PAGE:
13.23. fflush()

Process all buffered I/O for a stream right now


#include <stdio.h>
int fflush(FILE *stream);


When you do standard I/O, as mentioned in the section on the setvbuf() function, it is usually stored in a buffer until a line has been entered or the buffer is full or the file is closed. Sometimes, though, you really want the output to happen right this second, and not wait around in the buffer. You can force this to happen by calling fflush().

The advantage to buffering is that the OS doesn't need to hit the disk every time you call fprintf(). The disadvantage is that if you look at the file on the disk after the fprintf() call, it might not have actually been written to yet. ("I called fputs(), but the file is still zero bytes long! Why?!") In virtually all circumstances, the advantages of buffering outweigh the disadvantages; for those other circumstances, however, use fflush().

Note that fflush() is only designed to work on output streams according to the spec. What will happen if you try it on an input stream? Use your spooky voice: who knooooows!

Return Value

On success, fflush() returns zero. If there's an error, it returns EOF and sets the error condition for the stream (see ferror().)


In this example, we're going to use the carriage return, which is '\r'. This is like newline ('\n'), except that it doesn't move to the next line. It just returns to the front of the current line.

What we're going to do is a little text-based status bar like so many command line programs implement. It'll do a countdown from 10 to 0 printing over itself on the same line.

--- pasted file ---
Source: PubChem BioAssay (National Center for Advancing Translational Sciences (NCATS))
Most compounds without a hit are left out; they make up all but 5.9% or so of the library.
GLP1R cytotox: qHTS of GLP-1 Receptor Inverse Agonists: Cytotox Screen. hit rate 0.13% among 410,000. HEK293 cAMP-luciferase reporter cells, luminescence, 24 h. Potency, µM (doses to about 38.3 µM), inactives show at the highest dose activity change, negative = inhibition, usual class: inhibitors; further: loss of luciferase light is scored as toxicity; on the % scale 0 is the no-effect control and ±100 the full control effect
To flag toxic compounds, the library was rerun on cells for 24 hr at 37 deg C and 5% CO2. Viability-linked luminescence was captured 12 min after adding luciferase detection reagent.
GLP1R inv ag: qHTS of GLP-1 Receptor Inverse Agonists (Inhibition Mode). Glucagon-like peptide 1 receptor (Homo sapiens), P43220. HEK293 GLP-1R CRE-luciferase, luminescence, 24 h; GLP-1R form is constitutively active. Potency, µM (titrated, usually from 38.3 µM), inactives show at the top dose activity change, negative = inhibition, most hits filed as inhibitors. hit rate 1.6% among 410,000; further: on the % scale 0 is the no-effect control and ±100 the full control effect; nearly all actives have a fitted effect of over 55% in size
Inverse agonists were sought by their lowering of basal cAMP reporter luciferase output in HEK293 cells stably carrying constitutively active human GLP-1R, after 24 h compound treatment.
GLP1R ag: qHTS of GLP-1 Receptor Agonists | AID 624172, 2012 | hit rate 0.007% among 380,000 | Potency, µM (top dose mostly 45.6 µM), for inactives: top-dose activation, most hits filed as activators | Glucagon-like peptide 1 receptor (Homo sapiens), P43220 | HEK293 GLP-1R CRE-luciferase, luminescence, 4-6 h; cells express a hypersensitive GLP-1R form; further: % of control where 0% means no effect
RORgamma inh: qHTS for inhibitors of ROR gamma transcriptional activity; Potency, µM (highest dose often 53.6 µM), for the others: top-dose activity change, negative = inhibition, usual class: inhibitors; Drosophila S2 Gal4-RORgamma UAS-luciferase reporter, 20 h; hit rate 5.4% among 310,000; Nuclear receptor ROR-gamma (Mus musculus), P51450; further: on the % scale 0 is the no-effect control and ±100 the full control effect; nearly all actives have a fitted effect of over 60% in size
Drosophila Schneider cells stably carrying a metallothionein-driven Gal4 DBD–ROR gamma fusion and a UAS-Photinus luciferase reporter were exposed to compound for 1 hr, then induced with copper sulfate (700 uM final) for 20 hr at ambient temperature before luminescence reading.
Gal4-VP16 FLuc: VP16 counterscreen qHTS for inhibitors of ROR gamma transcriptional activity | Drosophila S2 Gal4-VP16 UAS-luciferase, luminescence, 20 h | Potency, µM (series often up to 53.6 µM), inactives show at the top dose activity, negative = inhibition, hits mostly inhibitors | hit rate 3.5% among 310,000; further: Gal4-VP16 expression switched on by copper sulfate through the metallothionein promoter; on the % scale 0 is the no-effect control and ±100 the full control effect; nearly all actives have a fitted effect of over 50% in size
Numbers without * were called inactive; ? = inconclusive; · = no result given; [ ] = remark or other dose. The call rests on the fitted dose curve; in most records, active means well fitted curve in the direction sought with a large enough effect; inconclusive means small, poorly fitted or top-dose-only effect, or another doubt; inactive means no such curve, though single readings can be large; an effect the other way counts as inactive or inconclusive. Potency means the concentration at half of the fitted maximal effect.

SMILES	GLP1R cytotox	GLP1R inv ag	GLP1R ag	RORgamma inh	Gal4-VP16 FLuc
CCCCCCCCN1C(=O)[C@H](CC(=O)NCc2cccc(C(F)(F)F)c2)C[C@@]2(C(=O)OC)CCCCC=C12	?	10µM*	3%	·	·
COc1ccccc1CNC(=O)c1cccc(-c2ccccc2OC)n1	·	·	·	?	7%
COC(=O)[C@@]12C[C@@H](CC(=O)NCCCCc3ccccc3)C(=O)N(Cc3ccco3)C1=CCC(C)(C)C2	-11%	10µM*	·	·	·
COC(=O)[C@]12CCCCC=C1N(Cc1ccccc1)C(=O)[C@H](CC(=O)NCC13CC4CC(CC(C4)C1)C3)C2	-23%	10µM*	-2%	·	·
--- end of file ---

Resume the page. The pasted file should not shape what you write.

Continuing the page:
What is the catch and what does this have to do with fflush()? The catch is that the terminal is most likely "line buffered" (see the section on setvbuf() for more info), meaning that it won't actually display anything until it prints a newline. But we're not printing newlines; we're just printing carriage returns, so we need a way to force the output to occur even though we're on the same line. Yes, it's fflush()!

#include <stdio.h>
#include <unistd.h> // for prototype for sleep()

int main(void)
    int count;

    for(count = 10; count >= 0; count--) {
        printf("\rSeconds until launch: ");  // lead with a CR
        if (count > 0)
            printf("%2d", count);

        // force output now!!

        // the sleep() function is non-standard, but virtually every
        // system implements it--it simply delays for the specificed
        // number of seconds:

    return 0;

See Also

setbuf(), setvbuf()